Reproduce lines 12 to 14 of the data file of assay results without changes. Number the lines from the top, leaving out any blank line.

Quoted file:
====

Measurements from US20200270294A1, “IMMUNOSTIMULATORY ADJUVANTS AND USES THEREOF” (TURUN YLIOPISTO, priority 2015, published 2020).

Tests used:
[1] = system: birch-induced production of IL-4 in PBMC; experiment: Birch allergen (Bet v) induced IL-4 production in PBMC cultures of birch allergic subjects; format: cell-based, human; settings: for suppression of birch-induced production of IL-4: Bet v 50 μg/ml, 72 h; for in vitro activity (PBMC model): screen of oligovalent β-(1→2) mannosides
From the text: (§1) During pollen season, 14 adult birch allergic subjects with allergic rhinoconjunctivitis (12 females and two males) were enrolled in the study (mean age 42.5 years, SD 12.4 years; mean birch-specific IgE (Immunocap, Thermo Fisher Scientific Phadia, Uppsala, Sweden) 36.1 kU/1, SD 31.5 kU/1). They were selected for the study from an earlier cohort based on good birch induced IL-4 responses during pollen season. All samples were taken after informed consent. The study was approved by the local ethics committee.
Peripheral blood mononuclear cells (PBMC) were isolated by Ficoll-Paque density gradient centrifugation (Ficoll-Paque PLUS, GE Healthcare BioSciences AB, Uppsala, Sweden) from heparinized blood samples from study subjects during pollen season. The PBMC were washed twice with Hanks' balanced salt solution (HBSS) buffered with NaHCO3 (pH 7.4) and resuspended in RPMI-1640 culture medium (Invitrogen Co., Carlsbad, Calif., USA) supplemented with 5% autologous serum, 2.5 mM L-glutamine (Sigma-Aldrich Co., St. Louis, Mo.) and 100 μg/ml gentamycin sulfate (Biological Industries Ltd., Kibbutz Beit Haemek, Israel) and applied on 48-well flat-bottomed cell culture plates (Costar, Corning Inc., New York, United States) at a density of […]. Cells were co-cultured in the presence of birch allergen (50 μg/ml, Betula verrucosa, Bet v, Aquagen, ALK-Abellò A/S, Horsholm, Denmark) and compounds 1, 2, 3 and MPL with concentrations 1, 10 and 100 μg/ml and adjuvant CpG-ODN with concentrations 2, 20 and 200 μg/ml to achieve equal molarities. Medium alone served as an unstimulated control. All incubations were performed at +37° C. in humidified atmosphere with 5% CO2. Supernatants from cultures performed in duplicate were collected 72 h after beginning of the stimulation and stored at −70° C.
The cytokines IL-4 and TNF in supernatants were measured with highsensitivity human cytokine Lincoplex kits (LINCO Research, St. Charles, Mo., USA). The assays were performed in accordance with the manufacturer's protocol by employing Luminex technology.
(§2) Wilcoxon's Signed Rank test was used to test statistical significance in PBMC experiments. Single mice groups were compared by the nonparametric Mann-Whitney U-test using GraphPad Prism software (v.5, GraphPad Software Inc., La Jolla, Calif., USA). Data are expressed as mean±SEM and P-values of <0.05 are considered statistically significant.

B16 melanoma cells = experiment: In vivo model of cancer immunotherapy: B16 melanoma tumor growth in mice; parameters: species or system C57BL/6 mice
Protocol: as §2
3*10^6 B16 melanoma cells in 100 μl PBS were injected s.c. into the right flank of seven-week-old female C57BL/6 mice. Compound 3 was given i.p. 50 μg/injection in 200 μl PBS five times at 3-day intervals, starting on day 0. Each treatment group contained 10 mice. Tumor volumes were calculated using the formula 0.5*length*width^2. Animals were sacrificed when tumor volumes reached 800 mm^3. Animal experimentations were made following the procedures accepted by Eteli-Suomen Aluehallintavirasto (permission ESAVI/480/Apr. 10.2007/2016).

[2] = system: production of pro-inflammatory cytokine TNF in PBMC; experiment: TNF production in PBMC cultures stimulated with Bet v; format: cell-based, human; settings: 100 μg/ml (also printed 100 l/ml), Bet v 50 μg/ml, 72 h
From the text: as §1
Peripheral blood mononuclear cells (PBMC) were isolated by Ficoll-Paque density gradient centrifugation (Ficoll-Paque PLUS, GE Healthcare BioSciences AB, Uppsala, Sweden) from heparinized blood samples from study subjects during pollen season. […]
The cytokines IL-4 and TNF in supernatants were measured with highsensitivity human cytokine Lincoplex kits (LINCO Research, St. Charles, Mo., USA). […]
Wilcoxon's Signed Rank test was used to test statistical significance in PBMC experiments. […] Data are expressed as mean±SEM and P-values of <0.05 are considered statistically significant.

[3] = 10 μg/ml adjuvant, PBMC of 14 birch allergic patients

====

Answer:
From the text: as §1
Peripheral blood mononuclear cells (PBMC) were isolated by Ficoll-Paque density gradient centrifugation (Ficoll-Paque PLUS, GE Healthcare BioSciences AB, Uppsala, Sweden) from heparinized blood samples from study subjects during pollen season. […]
The cytokines IL-4 and TNF in supernatants were measured with highsensitivity human cytokine Lincoplex kits (LINCO Research, St. Charles, Mo., USA). […]